A 224% increase means you’ve found a secret!
But one the cola company never even thought to look for. For a time the six and a half bottle was the only way you could bottle Coca-Cola. As the company explored and tested they discovered secrets.
“Every great business,” wrote Peter Thiel “is built around a secret that’s hiding from the outside.”
Phil Knight did this when he started Nike. There was no such thing as athletic shoes, much less athletic brands. Companies didn’t sponsor athletes. There was little indication that the sports apparel market was a real thing. The only person looking there was Knight. In one hand was a graduate school project, in the other some startup cash from his dad.
Secrets are like untapped geysers in a world where everyone is thirsty.
2/ Congenial intensity. “All of sudden they (Michael Douglas and Joel Silver) look over and Ron Meyer is jumping over the craps table to beat the crap out of two guys, including one guy who was really big.” “Which is it, is he (Meyer) the nice Jewish guy who talked to his mom every day while she was alive and that everybody loves or is he the guy who was in the marines and his body is covered in tattoos and is probably the last guy you want to piss off because he plays for keeps. That’s a duality you don’t see everyday.”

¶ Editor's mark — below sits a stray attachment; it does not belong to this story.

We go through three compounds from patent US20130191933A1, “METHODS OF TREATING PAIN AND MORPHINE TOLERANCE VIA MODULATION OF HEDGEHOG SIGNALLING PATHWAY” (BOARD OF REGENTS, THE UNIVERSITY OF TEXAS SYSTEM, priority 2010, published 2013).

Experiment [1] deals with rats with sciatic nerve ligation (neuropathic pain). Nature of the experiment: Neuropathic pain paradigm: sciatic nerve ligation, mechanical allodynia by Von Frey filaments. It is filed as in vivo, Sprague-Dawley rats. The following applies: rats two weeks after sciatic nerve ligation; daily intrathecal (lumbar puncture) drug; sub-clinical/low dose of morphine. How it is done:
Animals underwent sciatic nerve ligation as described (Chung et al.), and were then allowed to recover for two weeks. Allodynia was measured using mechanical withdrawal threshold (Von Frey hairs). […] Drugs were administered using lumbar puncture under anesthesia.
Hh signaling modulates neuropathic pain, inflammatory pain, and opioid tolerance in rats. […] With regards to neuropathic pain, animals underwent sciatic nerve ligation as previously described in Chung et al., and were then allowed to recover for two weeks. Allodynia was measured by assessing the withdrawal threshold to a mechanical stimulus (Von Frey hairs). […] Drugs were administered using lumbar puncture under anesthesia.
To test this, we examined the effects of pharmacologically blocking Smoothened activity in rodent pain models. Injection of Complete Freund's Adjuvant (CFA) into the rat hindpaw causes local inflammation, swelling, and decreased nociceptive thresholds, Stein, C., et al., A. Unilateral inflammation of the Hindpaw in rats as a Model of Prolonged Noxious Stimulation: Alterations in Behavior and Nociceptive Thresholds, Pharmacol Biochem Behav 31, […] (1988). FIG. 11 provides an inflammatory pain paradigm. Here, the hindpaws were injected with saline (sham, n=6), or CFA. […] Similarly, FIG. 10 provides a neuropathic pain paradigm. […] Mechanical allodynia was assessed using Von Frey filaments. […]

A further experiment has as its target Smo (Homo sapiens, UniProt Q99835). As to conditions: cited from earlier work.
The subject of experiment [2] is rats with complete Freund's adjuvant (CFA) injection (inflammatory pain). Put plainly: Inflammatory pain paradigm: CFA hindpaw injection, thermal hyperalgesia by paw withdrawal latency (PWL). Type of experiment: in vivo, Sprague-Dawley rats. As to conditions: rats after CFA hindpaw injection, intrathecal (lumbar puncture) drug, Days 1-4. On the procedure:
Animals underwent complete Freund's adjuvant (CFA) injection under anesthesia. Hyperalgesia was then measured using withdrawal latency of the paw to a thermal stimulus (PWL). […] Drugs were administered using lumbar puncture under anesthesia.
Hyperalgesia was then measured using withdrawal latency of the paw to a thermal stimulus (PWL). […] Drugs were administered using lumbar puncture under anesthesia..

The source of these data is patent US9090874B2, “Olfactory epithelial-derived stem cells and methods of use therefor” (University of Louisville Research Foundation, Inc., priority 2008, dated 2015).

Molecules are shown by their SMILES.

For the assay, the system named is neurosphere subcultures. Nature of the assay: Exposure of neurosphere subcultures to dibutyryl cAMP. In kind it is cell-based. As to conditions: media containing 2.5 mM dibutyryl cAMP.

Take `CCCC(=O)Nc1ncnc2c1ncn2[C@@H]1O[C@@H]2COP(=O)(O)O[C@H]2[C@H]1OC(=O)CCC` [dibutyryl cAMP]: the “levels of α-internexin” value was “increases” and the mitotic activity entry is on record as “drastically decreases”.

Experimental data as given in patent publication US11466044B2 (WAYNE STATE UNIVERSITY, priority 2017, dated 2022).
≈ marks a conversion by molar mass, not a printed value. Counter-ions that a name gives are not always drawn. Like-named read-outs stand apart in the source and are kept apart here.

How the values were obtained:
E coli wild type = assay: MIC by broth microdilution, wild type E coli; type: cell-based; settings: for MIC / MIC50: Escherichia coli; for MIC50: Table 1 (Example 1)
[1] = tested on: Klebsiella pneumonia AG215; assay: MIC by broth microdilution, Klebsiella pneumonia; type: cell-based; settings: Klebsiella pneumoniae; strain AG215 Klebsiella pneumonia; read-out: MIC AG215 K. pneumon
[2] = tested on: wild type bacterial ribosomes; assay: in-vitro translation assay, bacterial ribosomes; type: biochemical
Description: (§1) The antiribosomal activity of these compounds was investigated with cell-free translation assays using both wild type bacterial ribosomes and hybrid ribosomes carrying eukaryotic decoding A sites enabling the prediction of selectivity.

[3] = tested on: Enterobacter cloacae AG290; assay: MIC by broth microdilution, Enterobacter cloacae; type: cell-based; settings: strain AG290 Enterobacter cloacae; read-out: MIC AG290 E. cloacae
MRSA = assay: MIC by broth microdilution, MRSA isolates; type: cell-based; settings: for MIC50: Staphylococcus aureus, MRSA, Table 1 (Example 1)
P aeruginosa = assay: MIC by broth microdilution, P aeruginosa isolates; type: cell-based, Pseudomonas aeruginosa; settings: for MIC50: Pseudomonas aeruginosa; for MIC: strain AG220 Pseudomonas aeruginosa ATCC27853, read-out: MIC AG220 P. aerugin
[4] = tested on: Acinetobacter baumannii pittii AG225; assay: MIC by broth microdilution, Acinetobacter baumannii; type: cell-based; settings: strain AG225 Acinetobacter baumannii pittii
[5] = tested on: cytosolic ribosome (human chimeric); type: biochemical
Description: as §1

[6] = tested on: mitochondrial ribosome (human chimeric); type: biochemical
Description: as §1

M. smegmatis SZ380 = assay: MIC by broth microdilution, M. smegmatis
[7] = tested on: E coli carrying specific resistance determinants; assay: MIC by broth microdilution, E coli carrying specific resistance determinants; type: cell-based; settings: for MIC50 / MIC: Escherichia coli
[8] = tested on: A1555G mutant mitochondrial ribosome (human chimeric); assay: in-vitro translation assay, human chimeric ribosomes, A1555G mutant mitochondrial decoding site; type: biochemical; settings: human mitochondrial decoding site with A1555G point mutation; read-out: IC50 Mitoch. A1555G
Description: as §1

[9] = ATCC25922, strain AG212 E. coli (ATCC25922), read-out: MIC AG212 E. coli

I loved this story, but when I started to think about what it meant I started to see it everywhere. How is it that Jocko Willink is a former Navy Seal but also Dear Abbey of sorts via his podcast? How is it that Steve Jobs was mercurial but Ed Catmull said that wasn’t quite right? How does Anson Dorrance push his players to the edge but keep a father figure type role?